• Resource exploitation is huge considering yearly sales, which is great. This metric is normally tied to the industry where the firm belongs. It's still top-notch against peer companies.

Valuation score: 3.5

  • Blue Bird Corporation reported losses, so valuating it in relation to earnings is meaningless. It happens to be last-in-rank when measured against competitors.
  • Price-to-Tangible-Book-Value is a fairly complex metric. Run again in analytical mode if you're interested in a technical explanation. It remains a disappointment compared to peers.
  • In the past twelve months, the company consumed funds. Either it reinvested significantly in the business or genuine fund generation might be struggling, which stands mediocre against similar companies.
  • The company usually consumes more funds than can genuinely generate. Business needs are meet by borrowing money or consuming preexistent cash, which can only keep up until a certain limit. Unless the company is driving business growth, genuine profitability may be brought into question. It's still almost average when measured against industry firms.
  • In the past twelve months, the company has significantly enlarged the pool of investors by issuing new shares. Future profits need to be high enough to justify the measure, as the pie of earnings will now be split among numerous more stockholders. It came up in good shape compared to peer ventures.
  • The company has neither net debt nor net cash. It may borrow extra money if it wishes so, or start cumulating cash for future uses. It looks worse than most similar enterprises.
  • Considering the past twelve months, traditional Price-to-Earnings relation has been negative, as the company lost money. It ranks last-in-rank when measured against peer companies.
  • Comparing the current stock price with the past twelve-months revenues gives a low relationship. One common cause includes profitability being poor. It looks in good shape compared to rival firms.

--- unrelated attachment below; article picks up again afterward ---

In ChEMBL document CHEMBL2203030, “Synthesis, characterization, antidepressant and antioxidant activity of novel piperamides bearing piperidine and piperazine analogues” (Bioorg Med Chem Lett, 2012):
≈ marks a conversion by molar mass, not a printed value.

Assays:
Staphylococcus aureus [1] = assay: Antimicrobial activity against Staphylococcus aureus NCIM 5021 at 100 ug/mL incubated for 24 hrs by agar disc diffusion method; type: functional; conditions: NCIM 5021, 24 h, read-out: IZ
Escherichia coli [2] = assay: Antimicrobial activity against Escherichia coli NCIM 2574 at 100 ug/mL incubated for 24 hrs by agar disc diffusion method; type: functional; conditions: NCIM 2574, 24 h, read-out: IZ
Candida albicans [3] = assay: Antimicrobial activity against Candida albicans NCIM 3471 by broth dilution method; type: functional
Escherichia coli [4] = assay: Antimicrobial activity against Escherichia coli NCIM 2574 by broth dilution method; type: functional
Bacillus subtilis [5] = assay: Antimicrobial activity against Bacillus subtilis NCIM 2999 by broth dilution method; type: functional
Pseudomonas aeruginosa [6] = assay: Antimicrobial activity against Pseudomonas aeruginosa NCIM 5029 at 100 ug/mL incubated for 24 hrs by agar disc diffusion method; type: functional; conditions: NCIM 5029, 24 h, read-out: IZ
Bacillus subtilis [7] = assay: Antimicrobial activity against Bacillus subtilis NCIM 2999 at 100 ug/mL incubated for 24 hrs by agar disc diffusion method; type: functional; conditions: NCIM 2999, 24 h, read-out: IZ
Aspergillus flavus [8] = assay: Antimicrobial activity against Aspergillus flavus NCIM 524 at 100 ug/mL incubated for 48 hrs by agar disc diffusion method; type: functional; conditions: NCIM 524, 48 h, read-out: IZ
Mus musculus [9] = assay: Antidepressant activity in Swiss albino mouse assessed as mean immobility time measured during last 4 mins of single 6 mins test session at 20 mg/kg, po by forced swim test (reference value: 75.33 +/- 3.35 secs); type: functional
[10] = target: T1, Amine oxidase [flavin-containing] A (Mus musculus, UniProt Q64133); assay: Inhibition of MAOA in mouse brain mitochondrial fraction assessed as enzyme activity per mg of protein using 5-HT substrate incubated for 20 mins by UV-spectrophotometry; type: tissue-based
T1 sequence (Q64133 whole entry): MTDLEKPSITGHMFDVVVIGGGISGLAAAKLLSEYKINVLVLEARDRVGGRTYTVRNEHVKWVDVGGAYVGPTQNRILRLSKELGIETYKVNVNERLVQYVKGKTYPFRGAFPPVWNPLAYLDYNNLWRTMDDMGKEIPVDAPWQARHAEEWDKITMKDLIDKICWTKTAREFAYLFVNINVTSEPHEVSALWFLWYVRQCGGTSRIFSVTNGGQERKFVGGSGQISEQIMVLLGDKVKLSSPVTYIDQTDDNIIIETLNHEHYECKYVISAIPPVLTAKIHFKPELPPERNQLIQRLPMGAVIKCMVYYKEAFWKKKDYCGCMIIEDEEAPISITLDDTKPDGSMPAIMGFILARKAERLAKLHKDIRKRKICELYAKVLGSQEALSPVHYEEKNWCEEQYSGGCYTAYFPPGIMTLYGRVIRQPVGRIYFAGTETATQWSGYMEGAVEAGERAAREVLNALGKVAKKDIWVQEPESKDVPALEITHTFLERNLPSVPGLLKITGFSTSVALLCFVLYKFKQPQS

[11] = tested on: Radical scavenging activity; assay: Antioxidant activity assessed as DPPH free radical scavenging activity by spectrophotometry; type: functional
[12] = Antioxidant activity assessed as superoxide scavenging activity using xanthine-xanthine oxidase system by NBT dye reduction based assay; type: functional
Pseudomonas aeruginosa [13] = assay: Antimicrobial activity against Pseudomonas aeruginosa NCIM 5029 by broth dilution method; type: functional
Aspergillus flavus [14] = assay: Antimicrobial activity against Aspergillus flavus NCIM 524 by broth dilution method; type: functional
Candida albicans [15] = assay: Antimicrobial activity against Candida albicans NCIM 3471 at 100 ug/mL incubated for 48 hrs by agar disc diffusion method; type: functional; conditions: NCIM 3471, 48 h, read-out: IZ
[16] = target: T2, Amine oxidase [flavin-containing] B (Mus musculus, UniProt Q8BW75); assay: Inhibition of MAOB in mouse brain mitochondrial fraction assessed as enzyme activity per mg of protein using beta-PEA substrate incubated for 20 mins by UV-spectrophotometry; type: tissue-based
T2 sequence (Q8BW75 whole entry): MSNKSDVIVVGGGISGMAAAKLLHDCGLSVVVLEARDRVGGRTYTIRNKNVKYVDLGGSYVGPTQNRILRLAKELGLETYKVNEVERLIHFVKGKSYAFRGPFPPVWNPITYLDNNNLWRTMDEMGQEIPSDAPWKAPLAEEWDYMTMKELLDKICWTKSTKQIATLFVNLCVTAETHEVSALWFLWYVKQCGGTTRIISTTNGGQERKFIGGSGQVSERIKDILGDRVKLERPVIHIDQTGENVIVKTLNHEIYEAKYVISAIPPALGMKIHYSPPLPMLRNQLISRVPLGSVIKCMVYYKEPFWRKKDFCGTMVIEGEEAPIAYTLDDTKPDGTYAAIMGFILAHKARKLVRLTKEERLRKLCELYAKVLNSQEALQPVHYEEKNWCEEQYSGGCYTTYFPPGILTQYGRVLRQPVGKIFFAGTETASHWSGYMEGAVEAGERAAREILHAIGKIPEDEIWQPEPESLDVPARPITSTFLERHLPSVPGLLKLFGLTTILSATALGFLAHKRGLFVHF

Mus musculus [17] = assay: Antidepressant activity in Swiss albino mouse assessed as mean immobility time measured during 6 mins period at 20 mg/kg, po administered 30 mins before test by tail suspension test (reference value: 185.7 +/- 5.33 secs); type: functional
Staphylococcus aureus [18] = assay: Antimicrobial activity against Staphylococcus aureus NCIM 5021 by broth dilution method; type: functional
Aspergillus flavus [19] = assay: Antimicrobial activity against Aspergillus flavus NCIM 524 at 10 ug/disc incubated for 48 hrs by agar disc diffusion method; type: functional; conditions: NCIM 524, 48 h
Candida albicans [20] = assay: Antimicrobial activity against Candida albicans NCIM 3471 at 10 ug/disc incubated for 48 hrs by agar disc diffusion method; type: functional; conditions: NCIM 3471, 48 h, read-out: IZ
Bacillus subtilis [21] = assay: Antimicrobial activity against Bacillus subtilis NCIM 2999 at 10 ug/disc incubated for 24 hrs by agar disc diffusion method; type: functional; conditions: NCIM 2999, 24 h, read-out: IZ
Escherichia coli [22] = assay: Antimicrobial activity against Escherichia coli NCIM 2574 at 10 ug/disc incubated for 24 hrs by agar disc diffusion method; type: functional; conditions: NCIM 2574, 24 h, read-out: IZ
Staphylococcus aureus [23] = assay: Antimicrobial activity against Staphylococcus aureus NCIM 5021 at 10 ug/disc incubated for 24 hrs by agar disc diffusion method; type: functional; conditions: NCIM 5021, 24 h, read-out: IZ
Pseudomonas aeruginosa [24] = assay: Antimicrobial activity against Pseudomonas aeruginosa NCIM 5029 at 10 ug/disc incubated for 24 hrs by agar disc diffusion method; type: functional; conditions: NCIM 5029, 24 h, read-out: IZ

• The relation between the stock price and accounting book value is extremely high, which may be good or bad depending on context. Run again in analytic mode if you want to dig deeper. The company remains worse than most peer firms.
  • In the past twelve months, the operating business lost significant money. It happens to be similar to industry peers.
  • In an alternate metric of bang for the buck, the company has usually shown a very good earnings power ability when measured against the current stock price and financial position. It's still a slight improvement compared to peer companies.

Total score: 3.9


BLBD logos

Company at a glance: Blue Bird Corporation (BLBD)

Sector, industry: Consumer Cyclical, Auto Manufacturers

Market Cap: 0.28 billions

Revenues TTM: 0.53 billions

Blue Bird Corporation designs, engineers, manufactures, and sells school buses and related parts in the United States, Canada, and internationally. It operates through two segments, Bus and Parts. The company offers Type C, Type D, and specialty buses; and alternative fuel applications through its propane powered, gasoline powered, compressed natural gas powered, and electric powered school buses. Blue Bird Corporation sells its products through a network of dealers, as well as directly to fleet operators, the United States government, and state governments; and maintains a parts distribution center. Blue Bird Corporation was formerly known as Hennessy Capital Acquisition Corp. The company was founded in 1927 and is headquartered in Macon, Georgia.

Awarener score: 4.2

Conclusion

The higher the Awarener score, the more bang you get for the buck. It measures how much genuine funds the company generates for the stock price paid (Average), the business stability (Average) and growth (Bottom), and the company's inclination to return cash to the stockholders (Poor).